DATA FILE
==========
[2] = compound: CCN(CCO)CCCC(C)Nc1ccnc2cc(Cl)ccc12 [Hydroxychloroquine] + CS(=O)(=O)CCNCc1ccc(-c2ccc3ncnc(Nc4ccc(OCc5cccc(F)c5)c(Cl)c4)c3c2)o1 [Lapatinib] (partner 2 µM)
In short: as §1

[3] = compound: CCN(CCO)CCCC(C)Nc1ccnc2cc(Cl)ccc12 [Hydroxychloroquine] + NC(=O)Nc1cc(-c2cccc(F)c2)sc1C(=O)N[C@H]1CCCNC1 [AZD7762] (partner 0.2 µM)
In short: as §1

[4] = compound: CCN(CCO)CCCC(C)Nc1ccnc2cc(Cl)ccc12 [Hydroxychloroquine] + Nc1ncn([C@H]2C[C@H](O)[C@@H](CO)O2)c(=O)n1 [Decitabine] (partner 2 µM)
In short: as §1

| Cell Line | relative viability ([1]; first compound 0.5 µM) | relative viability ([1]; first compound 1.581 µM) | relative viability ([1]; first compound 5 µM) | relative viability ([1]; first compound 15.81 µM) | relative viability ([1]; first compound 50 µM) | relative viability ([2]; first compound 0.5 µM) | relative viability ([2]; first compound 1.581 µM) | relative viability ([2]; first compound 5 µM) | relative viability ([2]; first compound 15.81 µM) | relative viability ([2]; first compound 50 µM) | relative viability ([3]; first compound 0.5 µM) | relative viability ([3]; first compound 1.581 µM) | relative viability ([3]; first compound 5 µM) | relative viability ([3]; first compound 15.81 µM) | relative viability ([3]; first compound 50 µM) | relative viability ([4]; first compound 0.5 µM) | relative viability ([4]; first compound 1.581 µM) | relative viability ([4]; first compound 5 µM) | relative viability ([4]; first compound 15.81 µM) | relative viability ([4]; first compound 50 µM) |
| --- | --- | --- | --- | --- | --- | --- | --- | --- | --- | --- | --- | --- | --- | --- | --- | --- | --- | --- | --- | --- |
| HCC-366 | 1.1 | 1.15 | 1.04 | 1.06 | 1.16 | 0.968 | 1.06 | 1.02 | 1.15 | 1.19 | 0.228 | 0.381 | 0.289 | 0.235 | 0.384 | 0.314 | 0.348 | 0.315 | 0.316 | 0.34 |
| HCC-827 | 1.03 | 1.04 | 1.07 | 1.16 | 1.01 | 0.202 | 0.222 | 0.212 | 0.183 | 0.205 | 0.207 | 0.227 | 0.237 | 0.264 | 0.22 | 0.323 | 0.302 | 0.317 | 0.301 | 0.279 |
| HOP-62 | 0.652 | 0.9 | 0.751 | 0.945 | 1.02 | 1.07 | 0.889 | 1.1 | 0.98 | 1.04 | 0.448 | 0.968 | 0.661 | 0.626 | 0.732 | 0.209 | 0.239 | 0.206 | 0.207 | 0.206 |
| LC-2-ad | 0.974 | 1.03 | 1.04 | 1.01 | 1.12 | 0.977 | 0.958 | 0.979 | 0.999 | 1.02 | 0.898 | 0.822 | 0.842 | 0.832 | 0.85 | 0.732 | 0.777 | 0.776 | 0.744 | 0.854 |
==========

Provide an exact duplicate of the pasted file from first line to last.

[2] = compound: CCN(CCO)CCCC(C)Nc1ccnc2cc(Cl)ccc12 [Hydroxychloroquine] + CS(=O)(=O)CCNCc1ccc(-c2ccc3ncnc(Nc4ccc(OCc5cccc(F)c5)c(Cl)c4)c3c2)o1 [Lapatinib] (partner 2 µM)
In short: as §1

[3] = compound: CCN(CCO)CCCC(C)Nc1ccnc2cc(Cl)ccc12 [Hydroxychloroquine] + NC(=O)Nc1cc(-c2cccc(F)c2)sc1C(=O)N[C@H]1CCCNC1 [AZD7762] (partner 0.2 µM)
In short: as §1

[4] = compound: CCN(CCO)CCCC(C)Nc1ccnc2cc(Cl)ccc12 [Hydroxychloroquine] + Nc1ncn([C@H]2C[C@H](O)[C@@H](CO)O2)c(=O)n1 [Decitabine] (partner 2 µM)
In short: as §1

| Cell Line | relative viability ([1]; first compound 0.5 µM) | relative viability ([1]; first compound 1.581 µM) | relative viability ([1]; first compound 5 µM) | relative viability ([1]; first compound 15.81 µM) | relative viability ([1]; first compound 50 µM) | relative viability ([2]; first compound 0.5 µM) | relative viability ([2]; first compound 1.581 µM) | relative viability ([2]; first compound 5 µM) | relative viability ([2]; first compound 15.81 µM) | relative viability ([2]; first compound 50 µM) | relative viability ([3]; first compound 0.5 µM) | relative viability ([3]; first compound 1.581 µM) | relative viability ([3]; first compound 5 µM) | relative viability ([3]; first compound 15.81 µM) | relative viability ([3]; first compound 50 µM) | relative viability ([4]; first compound 0.5 µM) | relative viability ([4]; first compound 1.581 µM) | relative viability ([4]; first compound 5 µM) | relative viability ([4]; first compound 15.81 µM) | relative viability ([4]; first compound 50 µM) |
| --- | --- | --- | --- | --- | --- | --- | --- | --- | --- | --- | --- | --- | --- | --- | --- | --- | --- | --- | --- | --- |
| HCC-366 | 1.1 | 1.15 | 1.04 | 1.06 | 1.16 | 0.968 | 1.06 | 1.02 | 1.15 | 1.19 | 0.228 | 0.381 | 0.289 | 0.235 | 0.384 | 0.314 | 0.348 | 0.315 | 0.316 | 0.34 |
| HCC-827 | 1.03 | 1.04 | 1.07 | 1.16 | 1.01 | 0.202 | 0.222 | 0.212 | 0.183 | 0.205 | 0.207 | 0.227 | 0.237 | 0.264 | 0.22 | 0.323 | 0.302 | 0.317 | 0.301 | 0.279 |
| HOP-62 | 0.652 | 0.9 | 0.751 | 0.945 | 1.02 | 1.07 | 0.889 | 1.1 | 0.98 | 1.04 | 0.448 | 0.968 | 0.661 | 0.626 | 0.732 | 0.209 | 0.239 | 0.206 | 0.207 | 0.206 |
| LC-2-ad | 0.974 | 1.03 | 1.04 | 1.01 | 1.12 | 0.977 | 0.958 | 0.979 | 0.999 | 1.02 | 0.898 | 0.822 | 0.842 | 0.832 | 0.85 | 0.732 | 0.777 | 0.776 | 0.744 | 0.854 |